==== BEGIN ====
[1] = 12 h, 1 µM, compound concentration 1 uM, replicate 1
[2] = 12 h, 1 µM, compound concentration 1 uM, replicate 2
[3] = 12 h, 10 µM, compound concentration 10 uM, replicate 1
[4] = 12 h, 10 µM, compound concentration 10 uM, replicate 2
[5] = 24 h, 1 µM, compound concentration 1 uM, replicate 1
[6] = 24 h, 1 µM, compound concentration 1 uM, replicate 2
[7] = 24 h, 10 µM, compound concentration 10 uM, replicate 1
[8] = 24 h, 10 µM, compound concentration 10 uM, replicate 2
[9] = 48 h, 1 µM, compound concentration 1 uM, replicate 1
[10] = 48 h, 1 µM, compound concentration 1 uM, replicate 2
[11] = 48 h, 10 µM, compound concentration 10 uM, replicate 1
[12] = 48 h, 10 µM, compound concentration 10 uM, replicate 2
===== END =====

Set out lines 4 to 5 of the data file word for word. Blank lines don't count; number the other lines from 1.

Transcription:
[4] = 12 h, 10 µM, compound concentration 10 uM, replicate 2
[5] = 24 h, 1 µM, compound concentration 1 uM, replicate 1